Yeah, yes, yes, a bicycle. Okay. So a leader I was talking to about a week ago, in a session he was talking about his feeling of stress of anxiousness of overwhelm, very aligned with unfortunately, your leader of working so hard, but feeling like not getting stuff done right now, not achieving. And we’re doing a call on zoom. And in the background is his bike, his bicycle. And I said to him, when was the last time you rode your bike? He goes, I used to ride twice a week, but I hadn’t written now for a month. And he said, I love riding my bike, but I just don’t have time right now. And I said, I said, What is it like when you ride your bike? And he said, I feel free. I feel like I’m a child again. And I totally align. You know, I love my riding my bike. And, and I said, so what’s happened? He said, I just haven’t been making time for it. But you know what he said, I miss my helmet time. And it’s that that getting out and doing that thing, that exercise, his self care. Yes, it’s physical, but also the emotional connection and the mental benefits of riding the bike. And so he calls it his helmet time. And I love that. And I’ve heard from him since that he’s been back out for some helmet time a couple of times a week and feeling so much better. Yeah, so much. Just short, short bicycle rides. But again, it’s the neural connection of when he’s on the bike, he’s taken to a different place and feels better.
Becky Hammond 04:50
So yeah, and it’s not always about necessarily the physicality of it, though that is a part of it, taking care of your body, your physical body, it’s also creating a mental space. And so on a bicycle, you could probably do both, right, you’re creating this, there’s a physicality to it. But there’s also this mental space of like, no one’s calling me, you know, no-one’s talking to me, I’m able to either check out if that’s what you need to do or use that time to process through things without interruptions, without judgment from yourself or others of what you’re doing as you’re just sitting there and thinking. It also looks like maybe scheduling a vacation or a staycation or making sure that you’re blocking time off where you are unplugged for a while. There was a leader that I was working with who said, you know, she was too busy to take a vacation, but she was going to do it anyway. Because she realized that not only was it good for her, but she wanted her team to feel through the freedom to say it is okay to unplug. And that, you know, she just came back and she like, I feel so much better. Like I feel like, Yes, she’s like, yes, I do want to stay on vacation, I wanted to just stay here. But now that I am back, I feel refreshed. I feel a new sense of energy to be able to put into this role. And so not only was it for herself, but then also for her team to say like, Look, if somebody at this level can take a vacation without checking their email, and without getting on calls, then, you know, I can, I can do that too. And you will find as a leader that your team comes back, refreshed, and maybe they even come back with new ideas. Because time away helps you to have perspective.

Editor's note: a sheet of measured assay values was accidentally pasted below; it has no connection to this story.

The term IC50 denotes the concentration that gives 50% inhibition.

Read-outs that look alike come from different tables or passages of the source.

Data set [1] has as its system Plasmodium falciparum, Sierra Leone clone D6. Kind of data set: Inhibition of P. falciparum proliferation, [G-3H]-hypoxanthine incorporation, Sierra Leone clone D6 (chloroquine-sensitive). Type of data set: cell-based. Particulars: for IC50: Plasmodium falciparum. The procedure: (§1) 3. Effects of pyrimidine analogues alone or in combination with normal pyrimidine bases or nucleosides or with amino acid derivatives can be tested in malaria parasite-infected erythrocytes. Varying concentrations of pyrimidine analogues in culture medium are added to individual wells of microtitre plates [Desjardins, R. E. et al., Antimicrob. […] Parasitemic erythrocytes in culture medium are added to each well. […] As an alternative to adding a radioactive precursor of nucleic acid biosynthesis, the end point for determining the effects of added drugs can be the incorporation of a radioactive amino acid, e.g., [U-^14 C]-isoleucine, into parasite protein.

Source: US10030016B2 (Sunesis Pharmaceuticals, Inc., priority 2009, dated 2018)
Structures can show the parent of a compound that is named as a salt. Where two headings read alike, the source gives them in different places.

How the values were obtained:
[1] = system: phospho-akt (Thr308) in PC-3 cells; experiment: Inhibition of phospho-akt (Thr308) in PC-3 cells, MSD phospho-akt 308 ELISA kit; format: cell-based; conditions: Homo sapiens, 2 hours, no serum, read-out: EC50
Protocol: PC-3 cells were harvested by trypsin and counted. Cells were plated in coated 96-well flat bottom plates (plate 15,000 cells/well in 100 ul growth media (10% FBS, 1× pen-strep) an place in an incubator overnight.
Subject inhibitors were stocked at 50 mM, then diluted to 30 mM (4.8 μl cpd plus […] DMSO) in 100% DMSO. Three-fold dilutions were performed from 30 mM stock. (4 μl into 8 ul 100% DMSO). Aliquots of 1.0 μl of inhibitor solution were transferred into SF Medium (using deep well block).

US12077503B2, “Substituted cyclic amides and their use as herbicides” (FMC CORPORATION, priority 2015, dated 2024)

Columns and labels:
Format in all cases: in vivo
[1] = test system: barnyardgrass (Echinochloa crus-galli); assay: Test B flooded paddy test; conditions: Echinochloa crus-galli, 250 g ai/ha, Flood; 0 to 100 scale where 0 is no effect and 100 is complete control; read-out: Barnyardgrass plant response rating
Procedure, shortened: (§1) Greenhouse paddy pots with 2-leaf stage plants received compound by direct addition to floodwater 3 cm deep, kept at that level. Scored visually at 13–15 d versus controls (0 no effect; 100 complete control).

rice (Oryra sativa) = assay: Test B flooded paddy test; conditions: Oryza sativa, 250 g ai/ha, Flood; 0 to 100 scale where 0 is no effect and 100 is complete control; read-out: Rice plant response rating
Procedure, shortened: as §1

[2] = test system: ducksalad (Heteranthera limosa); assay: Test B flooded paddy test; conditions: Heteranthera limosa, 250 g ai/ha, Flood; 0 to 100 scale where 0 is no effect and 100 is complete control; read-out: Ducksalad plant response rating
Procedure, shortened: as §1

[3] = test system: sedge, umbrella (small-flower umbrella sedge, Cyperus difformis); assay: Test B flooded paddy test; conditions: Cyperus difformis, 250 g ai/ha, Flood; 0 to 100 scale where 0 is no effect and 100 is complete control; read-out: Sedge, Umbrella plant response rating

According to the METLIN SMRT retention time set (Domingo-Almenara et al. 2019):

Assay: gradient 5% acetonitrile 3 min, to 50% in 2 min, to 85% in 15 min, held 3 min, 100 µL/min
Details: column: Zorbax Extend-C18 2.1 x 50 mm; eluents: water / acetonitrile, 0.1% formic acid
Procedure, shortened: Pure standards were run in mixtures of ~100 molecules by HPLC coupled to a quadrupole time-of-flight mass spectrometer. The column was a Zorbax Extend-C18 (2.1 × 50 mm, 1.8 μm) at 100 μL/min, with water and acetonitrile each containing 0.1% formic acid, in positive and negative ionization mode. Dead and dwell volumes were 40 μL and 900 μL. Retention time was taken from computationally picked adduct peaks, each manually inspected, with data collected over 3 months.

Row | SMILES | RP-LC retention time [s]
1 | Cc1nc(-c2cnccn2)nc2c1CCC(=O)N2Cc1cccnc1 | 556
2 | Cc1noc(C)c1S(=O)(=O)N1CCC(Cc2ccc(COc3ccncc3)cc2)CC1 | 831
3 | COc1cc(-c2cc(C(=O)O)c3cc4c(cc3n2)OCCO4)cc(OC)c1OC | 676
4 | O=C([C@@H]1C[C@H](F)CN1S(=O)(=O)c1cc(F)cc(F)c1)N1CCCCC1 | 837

Murray Guest 06:47
Yeah, and I think what you’re exploring there, Becky, something that’s so important, and that’s those leadership symbols and walking the talk, which demonstrate the the importance of something, not just by saying it, of course, by doing it. When we talk about self care, like, you know, taking a break, what else do you think leaders could be doing to demonstrate that to their team?
Becky Hammond 07:12
You know, I think part of it has to do with, okay, so we talked about physicality, we talked about taking a break. So there’s like a physical aspect and mental aspect. There’s also kind of a self reflection aspect of, if you’re really taking care of yourself, you are leaving time in your day, or your thought processes, to come to a deep awareness of how you show up, how that matters, what your strengths are, what energy you have when you walk into a room, you know, we talked about our leaders who give a damn program like, what if you could just pause for a second before you bust into a room? I mean, maybe not a bust, no, maybe not a bust-in kind of type, but before you walk into a room like what energy are you bringing in there? Are you bringing a nervous energy? Are you bringing your stress energy? Or are you bringing something that when people walk in, they’re like, oh, leaders here, that’s awesome. Right? Like, oh, there’s a peace that you bring just by being here, like, Oh, my gosh, I’m so glad to see you. Because, you know, as we talked about in our last episode, like you bring a sense of clarity, I can ask you these questions, I know we have trust together. So just understanding like, it’s all part of self care, I think this idea of self awareness, being a part of our self care, and that it benefits, you know, not only you and your psyche, but your team, as you really are aware of how you’re showing up and what that impact is that you’re having on them.